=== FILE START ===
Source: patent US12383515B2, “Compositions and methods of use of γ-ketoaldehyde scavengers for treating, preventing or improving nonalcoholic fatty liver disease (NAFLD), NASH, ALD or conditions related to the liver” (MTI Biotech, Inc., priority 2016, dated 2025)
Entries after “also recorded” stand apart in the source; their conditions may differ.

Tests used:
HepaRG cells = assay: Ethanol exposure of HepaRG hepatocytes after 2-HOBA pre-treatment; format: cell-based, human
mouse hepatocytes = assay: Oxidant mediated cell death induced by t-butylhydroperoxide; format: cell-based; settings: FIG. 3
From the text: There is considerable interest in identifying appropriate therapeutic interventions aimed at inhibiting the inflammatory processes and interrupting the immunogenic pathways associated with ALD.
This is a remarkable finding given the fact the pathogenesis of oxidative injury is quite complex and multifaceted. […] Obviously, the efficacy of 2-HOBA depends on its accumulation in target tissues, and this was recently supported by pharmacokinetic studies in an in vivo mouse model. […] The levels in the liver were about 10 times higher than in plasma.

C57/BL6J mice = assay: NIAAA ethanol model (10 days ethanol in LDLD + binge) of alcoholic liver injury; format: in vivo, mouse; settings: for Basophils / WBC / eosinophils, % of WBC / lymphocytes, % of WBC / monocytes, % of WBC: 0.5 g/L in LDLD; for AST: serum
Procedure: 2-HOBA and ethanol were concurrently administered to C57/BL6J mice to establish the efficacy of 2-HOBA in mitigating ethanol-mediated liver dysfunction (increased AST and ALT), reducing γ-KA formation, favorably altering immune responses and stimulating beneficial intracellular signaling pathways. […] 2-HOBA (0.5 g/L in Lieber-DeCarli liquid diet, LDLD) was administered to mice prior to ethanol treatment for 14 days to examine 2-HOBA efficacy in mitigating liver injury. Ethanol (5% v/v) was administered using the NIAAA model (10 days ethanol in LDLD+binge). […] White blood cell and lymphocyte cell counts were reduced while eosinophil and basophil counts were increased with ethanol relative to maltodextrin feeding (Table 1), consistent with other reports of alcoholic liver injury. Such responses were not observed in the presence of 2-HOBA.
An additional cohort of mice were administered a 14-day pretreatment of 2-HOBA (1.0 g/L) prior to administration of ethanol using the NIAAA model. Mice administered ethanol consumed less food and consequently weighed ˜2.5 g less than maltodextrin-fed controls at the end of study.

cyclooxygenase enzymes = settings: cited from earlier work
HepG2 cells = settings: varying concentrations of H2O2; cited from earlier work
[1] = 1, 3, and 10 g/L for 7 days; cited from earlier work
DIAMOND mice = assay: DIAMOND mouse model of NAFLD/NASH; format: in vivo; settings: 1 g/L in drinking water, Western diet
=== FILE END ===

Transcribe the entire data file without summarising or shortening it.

Source: patent US12383515B2, “Compositions and methods of use of γ-ketoaldehyde scavengers for treating, preventing or improving nonalcoholic fatty liver disease (NAFLD), NASH, ALD or conditions related to the liver” (MTI Biotech, Inc., priority 2016, dated 2025)
Entries after “also recorded” stand apart in the source; their conditions may differ.

Tests used:
HepaRG cells = assay: Ethanol exposure of HepaRG hepatocytes after 2-HOBA pre-treatment; format: cell-based, human
mouse hepatocytes = assay: Oxidant mediated cell death induced by t-butylhydroperoxide; format: cell-based; settings: FIG. 3
From the text: There is considerable interest in identifying appropriate therapeutic interventions aimed at inhibiting the inflammatory processes and interrupting the immunogenic pathways associated with ALD.
This is a remarkable finding given the fact the pathogenesis of oxidative injury is quite complex and multifaceted. […] Obviously, the efficacy of 2-HOBA depends on its accumulation in target tissues, and this was recently supported by pharmacokinetic studies in an in vivo mouse model. […] The levels in the liver were about 10 times higher than in plasma.

C57/BL6J mice = assay: NIAAA ethanol model (10 days ethanol in LDLD + binge) of alcoholic liver injury; format: in vivo, mouse; settings: for Basophils / WBC / eosinophils, % of WBC / lymphocytes, % of WBC / monocytes, % of WBC: 0.5 g/L in LDLD; for AST: serum
Procedure: 2-HOBA and ethanol were concurrently administered to C57/BL6J mice to establish the efficacy of 2-HOBA in mitigating ethanol-mediated liver dysfunction (increased AST and ALT), reducing γ-KA formation, favorably altering immune responses and stimulating beneficial intracellular signaling pathways. […] 2-HOBA (0.5 g/L in Lieber-DeCarli liquid diet, LDLD) was administered to mice prior to ethanol treatment for 14 days to examine 2-HOBA efficacy in mitigating liver injury. Ethanol (5% v/v) was administered using the NIAAA model (10 days ethanol in LDLD+binge). […] White blood cell and lymphocyte cell counts were reduced while eosinophil and basophil counts were increased with ethanol relative to maltodextrin feeding (Table 1), consistent with other reports of alcoholic liver injury. Such responses were not observed in the presence of 2-HOBA.
An additional cohort of mice were administered a 14-day pretreatment of 2-HOBA (1.0 g/L) prior to administration of ethanol using the NIAAA model. Mice administered ethanol consumed less food and consequently weighed ˜2.5 g less than maltodextrin-fed controls at the end of study.

cyclooxygenase enzymes = settings: cited from earlier work
HepG2 cells = settings: varying concentrations of H2O2; cited from earlier work
[1] = 1, 3, and 10 g/L for 7 days; cited from earlier work
DIAMOND mice = assay: DIAMOND mouse model of NAFLD/NASH; format: in vivo; settings: 1 g/L in drinking water, Western diet